Unlike many women who comment on this blog, I do not have the option to divorce and a chance at re-marriage. I feel like I am stuck to this marriage. My husband used to constantly pick quarrels with me, criticize me or my family and steal money from the joint account and withhold sex. I cannot trust him. I fear him as he can shout and make life an absolute misery and bully the children. I have always been a timid person but I have become worse in the marriage.
    I will have to stay well in this marriage and trust God to help me live it the best way I can.

    • Sheila Wray Gregoire

      I am so sorry, Anu. That’s very tough. But what you can do is cling to God, and grow in God, and become a strong person yourself. You can still draw boundaries, and you can show your children that you are strong in the Lord. Also, I’d really recommend getting some help through a counselor or something, even just someone to talk to. I don’t know the particulars of your situation, but that sounds really tough, and we aren’t meant to go through these things alone.

  12. AspenP

    So good Sheila! My husband and I definitely fell into the bad habits & enabling category. I read Love & Respect in the first year of our marriage and it only feed the purity culture & legalistic gender role beliefs I thought were the only biblical model to follow. Total disaster! I can see now that I completely ignored and subdued my conscience where the Holy Spirit was practically screaming at me that this was all wrong, but I clung to a few scriptures that seemed to support the gender role model and kept dying to myself over and over “in the name of Jesus.”
    Jesus WASN’T glorified. I became a quiet doormat and he grew in selfishness and despised me. Disaster.
    Several years later, I stumbled across Leslie Vernick’s ministry and FINALLY I saw an alternative. Whole Bible teaching about emotional abuse and making an idol out of our marriage. No more squelching my conscience for incorrect doctrine that sounded Christian but didn’t yield healthy godly fruit.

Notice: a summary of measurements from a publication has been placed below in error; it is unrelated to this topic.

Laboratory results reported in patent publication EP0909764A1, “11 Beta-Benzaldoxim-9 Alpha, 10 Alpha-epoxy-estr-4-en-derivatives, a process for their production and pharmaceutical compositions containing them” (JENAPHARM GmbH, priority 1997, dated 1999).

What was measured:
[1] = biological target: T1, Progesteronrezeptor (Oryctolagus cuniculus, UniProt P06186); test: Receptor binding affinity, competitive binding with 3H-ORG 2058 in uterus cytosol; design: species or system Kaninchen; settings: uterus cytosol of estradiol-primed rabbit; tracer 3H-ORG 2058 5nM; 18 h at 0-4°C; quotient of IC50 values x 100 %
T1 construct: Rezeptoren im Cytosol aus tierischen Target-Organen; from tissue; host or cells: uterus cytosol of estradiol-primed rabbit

Another ministry boldly challenged me that I could not set any healthy boundaries until I was willing to give up my own control. I had to choose health over the idol of my marriage. He had to be free to choose us as a family or to choose not to change. Scariest thing I’ve ever done, but it was the path to health and freedom for both of us.
    He chose us. It’s been a long road back to health and we still have more to go, but we sure aren’t where we were (either of us)! Thank you Lord!

    • Sheila Wray Gregoire

      What a great story, Aspen! And I want to highlight something that you said: So often we do treat marriage like an idol. We don’t want to endanger the marriage or rock the boat, but in doing so, we’re not putting Jesus first. He wants people transformed. He wants people looking like Him. If we enable the opposite, we’re working against God, not with Him. That’s why so much of this teaching doesn’t work.

      • AspenP

        Totally agree Sheila. I also needed to see how I needed to let him be free to make his own decisions even if that meant he didn’t choose our marriage. I can’t be both sides of the commitment. I know that sounds silly to say out loud, but I was living as if I COULD.
        It was such a healthy step that put us on the course to be equals in the marriage and not a parent-child dynamic that I feel like we learned from Love & Respect (husband being the adult figure that makes the decisions for the wife or child figure).
        Just last week my husband and I were praying together and he said “Thank you Lord for my wife’s counsel and coaching.” And I MARVELED at all that the Lord has done. What a shift has taken place in the dynamic of our marriage.
        He no longer feels like he has to shoulder the weight of everything because he has an equal partner to consult with instead of another dependent.